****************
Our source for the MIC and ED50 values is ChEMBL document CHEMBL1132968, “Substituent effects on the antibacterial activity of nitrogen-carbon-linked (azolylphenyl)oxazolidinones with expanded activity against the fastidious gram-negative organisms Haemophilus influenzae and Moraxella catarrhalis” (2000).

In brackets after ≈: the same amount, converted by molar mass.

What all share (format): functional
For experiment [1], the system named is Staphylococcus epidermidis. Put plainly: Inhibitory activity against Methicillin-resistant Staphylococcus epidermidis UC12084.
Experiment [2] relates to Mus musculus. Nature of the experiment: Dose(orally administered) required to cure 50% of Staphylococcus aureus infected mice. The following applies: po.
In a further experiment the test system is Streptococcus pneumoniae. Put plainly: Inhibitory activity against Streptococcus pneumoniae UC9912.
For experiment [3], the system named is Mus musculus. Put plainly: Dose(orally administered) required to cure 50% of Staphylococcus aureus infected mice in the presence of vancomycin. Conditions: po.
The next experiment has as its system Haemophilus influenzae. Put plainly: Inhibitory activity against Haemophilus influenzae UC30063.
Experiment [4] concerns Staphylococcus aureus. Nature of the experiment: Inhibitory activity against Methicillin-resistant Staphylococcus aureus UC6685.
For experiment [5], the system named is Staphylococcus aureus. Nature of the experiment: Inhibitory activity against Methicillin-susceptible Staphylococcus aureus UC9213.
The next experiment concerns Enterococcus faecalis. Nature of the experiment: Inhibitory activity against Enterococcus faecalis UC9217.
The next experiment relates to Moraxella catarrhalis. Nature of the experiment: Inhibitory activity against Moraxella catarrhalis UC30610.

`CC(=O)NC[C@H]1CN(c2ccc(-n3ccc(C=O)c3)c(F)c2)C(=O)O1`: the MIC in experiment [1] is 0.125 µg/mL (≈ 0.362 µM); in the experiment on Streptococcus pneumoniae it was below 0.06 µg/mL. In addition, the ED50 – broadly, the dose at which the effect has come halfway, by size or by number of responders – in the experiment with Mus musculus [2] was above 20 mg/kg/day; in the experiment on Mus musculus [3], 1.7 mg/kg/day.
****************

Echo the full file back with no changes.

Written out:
Our source for the MIC and ED50 values is ChEMBL document CHEMBL1132968, “Substituent effects on the antibacterial activity of nitrogen-carbon-linked (azolylphenyl)oxazolidinones with expanded activity against the fastidious gram-negative organisms Haemophilus influenzae and Moraxella catarrhalis” (2000).

In brackets after ≈: the same amount, converted by molar mass.

What all share (format): functional
For experiment [1], the system named is Staphylococcus epidermidis. Put plainly: Inhibitory activity against Methicillin-resistant Staphylococcus epidermidis UC12084.
Experiment [2] relates to Mus musculus. Nature of the experiment: Dose(orally administered) required to cure 50% of Staphylococcus aureus infected mice. The following applies: po.
In a further experiment the test system is Streptococcus pneumoniae. Put plainly: Inhibitory activity against Streptococcus pneumoniae UC9912.
For experiment [3], the system named is Mus musculus. Put plainly: Dose(orally administered) required to cure 50% of Staphylococcus aureus infected mice in the presence of vancomycin. Conditions: po.
The next experiment has as its system Haemophilus influenzae. Put plainly: Inhibitory activity against Haemophilus influenzae UC30063.
Experiment [4] concerns Staphylococcus aureus. Nature of the experiment: Inhibitory activity against Methicillin-resistant Staphylococcus aureus UC6685.
For experiment [5], the system named is Staphylococcus aureus. Nature of the experiment: Inhibitory activity against Methicillin-susceptible Staphylococcus aureus UC9213.
The next experiment concerns Enterococcus faecalis. Nature of the experiment: Inhibitory activity against Enterococcus faecalis UC9217.
The next experiment relates to Moraxella catarrhalis. Nature of the experiment: Inhibitory activity against Moraxella catarrhalis UC30610.

`CC(=O)NC[C@H]1CN(c2ccc(-n3ccc(C=O)c3)c(F)c2)C(=O)O1`: the MIC in experiment [1] is 0.125 µg/mL (≈ 0.362 µM); in the experiment on Streptococcus pneumoniae it was below 0.06 µg/mL. In addition, the ED50 – broadly, the dose at which the effect has come halfway, by size or by number of responders – in the experiment with Mus musculus [2] was above 20 mg/kg/day; in the experiment on Mus musculus [3], 1.7 mg/kg/day.